Jody Smith, Regional Manager at AAA Heathrow, in Heathrow, Florida, says that the value of conferences ranges from education and innovation, to synergies and networking, “and the list goes on and on.”
“As with any convention and meeting within a respective industry,” Smith says, “the attendee is provided an extended amount of potential resources to better their contributions and make their employers’ performance stronger. I often say, ‘networking is the greatest takeaway value of every convention,” Smith continues. “These relationships established and/or fostered (can) carry on far after the conference, creating opportunities to further develop and share best practices.”
There’s no way to quantify the value of building a network, but many of the most resilient companies in the industry swear that it’s what’s makes their businesses unshakable. Author Michele Jennae said it best in her book, The Connect Worker: A Business Parable That Elevates Networking to A Whole New Dimension. According to Jennae, "Networking is not about just connecting people, (but also connecting) people with ideas, and people with opportunities."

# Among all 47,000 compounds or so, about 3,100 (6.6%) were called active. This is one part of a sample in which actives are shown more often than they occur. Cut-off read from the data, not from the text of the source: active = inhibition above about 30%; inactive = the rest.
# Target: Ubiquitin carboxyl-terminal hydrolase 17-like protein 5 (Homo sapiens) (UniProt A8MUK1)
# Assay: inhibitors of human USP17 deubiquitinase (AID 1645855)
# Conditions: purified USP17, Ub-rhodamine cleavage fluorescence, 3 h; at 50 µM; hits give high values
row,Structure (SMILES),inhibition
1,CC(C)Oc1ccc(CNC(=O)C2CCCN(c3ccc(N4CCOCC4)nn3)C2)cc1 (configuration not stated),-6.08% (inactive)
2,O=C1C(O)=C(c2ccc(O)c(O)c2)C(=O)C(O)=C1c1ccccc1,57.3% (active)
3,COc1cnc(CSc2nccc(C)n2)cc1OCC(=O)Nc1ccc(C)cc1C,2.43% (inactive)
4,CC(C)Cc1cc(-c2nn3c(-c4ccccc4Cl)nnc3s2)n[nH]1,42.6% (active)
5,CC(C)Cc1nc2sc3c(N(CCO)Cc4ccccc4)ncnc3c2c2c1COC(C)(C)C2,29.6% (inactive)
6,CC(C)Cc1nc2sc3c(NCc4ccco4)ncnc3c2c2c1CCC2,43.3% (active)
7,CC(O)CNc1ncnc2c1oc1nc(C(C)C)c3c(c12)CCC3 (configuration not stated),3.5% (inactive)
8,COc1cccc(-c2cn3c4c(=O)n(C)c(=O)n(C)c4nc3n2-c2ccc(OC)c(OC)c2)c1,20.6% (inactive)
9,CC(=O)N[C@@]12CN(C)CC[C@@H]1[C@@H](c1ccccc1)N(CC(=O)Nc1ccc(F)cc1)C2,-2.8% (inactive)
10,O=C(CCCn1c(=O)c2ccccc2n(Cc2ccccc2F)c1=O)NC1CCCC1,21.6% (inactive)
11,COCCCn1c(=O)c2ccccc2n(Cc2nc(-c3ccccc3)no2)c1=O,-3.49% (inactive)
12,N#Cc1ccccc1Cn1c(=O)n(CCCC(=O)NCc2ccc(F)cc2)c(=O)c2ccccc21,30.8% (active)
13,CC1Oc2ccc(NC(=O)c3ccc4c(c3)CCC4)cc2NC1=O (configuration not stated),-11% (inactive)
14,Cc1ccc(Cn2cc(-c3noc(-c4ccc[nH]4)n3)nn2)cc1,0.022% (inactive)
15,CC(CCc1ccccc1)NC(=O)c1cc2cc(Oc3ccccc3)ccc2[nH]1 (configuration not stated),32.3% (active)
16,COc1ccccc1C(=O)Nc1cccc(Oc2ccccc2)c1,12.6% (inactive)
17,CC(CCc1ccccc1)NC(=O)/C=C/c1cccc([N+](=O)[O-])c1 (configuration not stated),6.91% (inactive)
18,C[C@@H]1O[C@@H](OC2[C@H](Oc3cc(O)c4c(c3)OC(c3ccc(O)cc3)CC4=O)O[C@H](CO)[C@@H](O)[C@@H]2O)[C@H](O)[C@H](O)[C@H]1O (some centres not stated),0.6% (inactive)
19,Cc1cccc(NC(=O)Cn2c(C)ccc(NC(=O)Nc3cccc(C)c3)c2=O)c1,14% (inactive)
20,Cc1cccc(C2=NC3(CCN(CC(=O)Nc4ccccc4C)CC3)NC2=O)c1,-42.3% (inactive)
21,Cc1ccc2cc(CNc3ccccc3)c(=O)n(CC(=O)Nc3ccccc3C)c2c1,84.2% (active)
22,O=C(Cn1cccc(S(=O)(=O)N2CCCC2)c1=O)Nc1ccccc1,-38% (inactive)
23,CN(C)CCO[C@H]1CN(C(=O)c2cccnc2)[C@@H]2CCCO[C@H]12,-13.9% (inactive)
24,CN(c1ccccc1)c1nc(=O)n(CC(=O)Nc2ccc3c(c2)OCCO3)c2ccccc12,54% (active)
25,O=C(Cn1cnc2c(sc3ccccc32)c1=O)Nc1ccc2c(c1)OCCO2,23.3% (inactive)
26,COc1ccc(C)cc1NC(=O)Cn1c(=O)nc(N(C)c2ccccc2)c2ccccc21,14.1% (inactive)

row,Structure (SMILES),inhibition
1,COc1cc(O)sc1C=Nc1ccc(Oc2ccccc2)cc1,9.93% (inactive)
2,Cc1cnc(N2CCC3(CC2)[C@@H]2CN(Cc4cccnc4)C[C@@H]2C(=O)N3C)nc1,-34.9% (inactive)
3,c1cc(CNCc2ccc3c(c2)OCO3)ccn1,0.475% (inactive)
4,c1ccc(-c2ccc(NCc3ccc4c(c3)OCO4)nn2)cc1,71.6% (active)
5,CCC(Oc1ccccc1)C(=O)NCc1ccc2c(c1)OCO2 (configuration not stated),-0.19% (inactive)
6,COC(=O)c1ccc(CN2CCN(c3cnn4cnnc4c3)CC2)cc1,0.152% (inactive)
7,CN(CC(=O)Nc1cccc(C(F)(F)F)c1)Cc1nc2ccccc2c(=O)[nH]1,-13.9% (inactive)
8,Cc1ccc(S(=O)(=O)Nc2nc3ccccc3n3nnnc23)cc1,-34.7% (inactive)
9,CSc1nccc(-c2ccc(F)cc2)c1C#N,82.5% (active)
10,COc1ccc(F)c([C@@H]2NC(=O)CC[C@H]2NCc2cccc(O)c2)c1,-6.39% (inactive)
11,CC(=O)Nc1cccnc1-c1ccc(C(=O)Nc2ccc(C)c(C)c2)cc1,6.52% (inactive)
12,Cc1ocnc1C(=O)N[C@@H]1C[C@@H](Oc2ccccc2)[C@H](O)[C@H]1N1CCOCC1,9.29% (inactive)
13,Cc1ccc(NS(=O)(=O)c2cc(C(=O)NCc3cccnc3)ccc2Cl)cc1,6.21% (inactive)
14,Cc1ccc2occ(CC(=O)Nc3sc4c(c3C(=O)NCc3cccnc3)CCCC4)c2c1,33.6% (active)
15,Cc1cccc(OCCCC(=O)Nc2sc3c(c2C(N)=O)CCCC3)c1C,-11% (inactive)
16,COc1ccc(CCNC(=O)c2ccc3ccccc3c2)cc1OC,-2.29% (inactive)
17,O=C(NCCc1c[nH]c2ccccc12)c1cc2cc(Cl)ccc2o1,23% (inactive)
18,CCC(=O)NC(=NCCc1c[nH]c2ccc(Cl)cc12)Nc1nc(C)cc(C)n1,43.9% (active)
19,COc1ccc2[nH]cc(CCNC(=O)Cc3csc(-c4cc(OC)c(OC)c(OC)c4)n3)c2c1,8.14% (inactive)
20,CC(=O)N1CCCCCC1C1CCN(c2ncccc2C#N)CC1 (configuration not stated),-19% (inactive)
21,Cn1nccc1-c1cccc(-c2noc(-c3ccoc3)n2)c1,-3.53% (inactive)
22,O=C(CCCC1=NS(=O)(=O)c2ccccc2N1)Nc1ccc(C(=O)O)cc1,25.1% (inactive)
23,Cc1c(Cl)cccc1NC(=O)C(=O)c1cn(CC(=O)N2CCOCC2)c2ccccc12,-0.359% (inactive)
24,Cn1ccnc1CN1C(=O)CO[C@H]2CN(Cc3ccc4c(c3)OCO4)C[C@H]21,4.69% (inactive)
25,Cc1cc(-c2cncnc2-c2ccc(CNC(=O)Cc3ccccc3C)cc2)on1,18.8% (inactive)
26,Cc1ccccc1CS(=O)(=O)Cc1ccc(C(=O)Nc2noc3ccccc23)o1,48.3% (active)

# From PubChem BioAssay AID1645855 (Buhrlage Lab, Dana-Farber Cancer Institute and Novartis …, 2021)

In this way, conferences can provide a lifeline for fleet leaders that may be looking to identify strategies, tactics, innovations and solutions for day-to-day operations. Domeseck adds that a professional network is the best way to get assistance. “And a convention gives the ability to greatly expand your network to outside your local area.”
Stay Ahead of the Curve
Fleet technologies that were visionary a decade ago have become mainstream: from wider adoption of autonomous delivery vehicles to electric trucks and big rigs. There’s no way one fleet professional can stay up to date on all of the latest fleet technologies––or to see real-life demonstrations to determine which technologies are viable and which are far-fetched––without attending industry conferences to see the products in action.